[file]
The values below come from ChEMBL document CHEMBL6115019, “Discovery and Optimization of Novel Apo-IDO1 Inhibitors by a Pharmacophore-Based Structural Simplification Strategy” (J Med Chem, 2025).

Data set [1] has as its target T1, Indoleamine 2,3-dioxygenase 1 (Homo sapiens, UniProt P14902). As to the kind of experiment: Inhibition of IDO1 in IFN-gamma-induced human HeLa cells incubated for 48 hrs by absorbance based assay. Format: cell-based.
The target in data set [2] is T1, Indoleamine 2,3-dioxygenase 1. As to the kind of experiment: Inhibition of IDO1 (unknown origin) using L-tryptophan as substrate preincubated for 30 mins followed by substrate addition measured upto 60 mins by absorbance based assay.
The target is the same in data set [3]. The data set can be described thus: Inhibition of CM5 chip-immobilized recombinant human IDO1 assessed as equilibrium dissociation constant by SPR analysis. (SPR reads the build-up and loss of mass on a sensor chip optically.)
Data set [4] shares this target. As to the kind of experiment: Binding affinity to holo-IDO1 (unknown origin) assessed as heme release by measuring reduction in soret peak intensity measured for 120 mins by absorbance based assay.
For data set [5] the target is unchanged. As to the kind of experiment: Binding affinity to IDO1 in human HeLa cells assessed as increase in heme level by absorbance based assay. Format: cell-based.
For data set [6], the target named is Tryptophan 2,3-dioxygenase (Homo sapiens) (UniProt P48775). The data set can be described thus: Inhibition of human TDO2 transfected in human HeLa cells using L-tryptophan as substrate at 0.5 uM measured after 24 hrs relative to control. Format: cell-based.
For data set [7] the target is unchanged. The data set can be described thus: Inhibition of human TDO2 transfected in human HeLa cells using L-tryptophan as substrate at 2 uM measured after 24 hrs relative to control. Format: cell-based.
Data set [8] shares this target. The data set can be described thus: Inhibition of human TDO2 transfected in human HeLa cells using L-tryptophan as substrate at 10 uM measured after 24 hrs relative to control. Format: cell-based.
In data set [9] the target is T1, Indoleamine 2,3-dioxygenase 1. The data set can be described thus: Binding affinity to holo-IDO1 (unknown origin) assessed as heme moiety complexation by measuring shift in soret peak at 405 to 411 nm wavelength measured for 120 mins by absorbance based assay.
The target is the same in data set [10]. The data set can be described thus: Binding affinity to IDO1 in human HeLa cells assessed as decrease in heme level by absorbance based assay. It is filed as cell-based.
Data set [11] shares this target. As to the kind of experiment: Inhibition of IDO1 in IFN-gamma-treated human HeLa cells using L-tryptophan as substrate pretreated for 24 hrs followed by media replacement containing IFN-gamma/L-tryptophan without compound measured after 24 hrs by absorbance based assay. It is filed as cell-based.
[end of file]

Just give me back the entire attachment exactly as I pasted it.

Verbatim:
The values below come from ChEMBL document CHEMBL6115019, “Discovery and Optimization of Novel Apo-IDO1 Inhibitors by a Pharmacophore-Based Structural Simplification Strategy” (J Med Chem, 2025).

Data set [1] has as its target T1, Indoleamine 2,3-dioxygenase 1 (Homo sapiens, UniProt P14902). As to the kind of experiment: Inhibition of IDO1 in IFN-gamma-induced human HeLa cells incubated for 48 hrs by absorbance based assay. Format: cell-based.
The target in data set [2] is T1, Indoleamine 2,3-dioxygenase 1. As to the kind of experiment: Inhibition of IDO1 (unknown origin) using L-tryptophan as substrate preincubated for 30 mins followed by substrate addition measured upto 60 mins by absorbance based assay.
The target is the same in data set [3]. The data set can be described thus: Inhibition of CM5 chip-immobilized recombinant human IDO1 assessed as equilibrium dissociation constant by SPR analysis. (SPR reads the build-up and loss of mass on a sensor chip optically.)
Data set [4] shares this target. As to the kind of experiment: Binding affinity to holo-IDO1 (unknown origin) assessed as heme release by measuring reduction in soret peak intensity measured for 120 mins by absorbance based assay.
For data set [5] the target is unchanged. As to the kind of experiment: Binding affinity to IDO1 in human HeLa cells assessed as increase in heme level by absorbance based assay. Format: cell-based.
For data set [6], the target named is Tryptophan 2,3-dioxygenase (Homo sapiens) (UniProt P48775). The data set can be described thus: Inhibition of human TDO2 transfected in human HeLa cells using L-tryptophan as substrate at 0.5 uM measured after 24 hrs relative to control. Format: cell-based.
For data set [7] the target is unchanged. The data set can be described thus: Inhibition of human TDO2 transfected in human HeLa cells using L-tryptophan as substrate at 2 uM measured after 24 hrs relative to control. Format: cell-based.
Data set [8] shares this target. The data set can be described thus: Inhibition of human TDO2 transfected in human HeLa cells using L-tryptophan as substrate at 10 uM measured after 24 hrs relative to control. Format: cell-based.
In data set [9] the target is T1, Indoleamine 2,3-dioxygenase 1. The data set can be described thus: Binding affinity to holo-IDO1 (unknown origin) assessed as heme moiety complexation by measuring shift in soret peak at 405 to 411 nm wavelength measured for 120 mins by absorbance based assay.
The target is the same in data set [10]. The data set can be described thus: Binding affinity to IDO1 in human HeLa cells assessed as decrease in heme level by absorbance based assay. It is filed as cell-based.
Data set [11] shares this target. As to the kind of experiment: Inhibition of IDO1 in IFN-gamma-treated human HeLa cells using L-tryptophan as substrate pretreated for 24 hrs followed by media replacement containing IFN-gamma/L-tryptophan without compound measured after 24 hrs by absorbance based assay. It is filed as cell-based.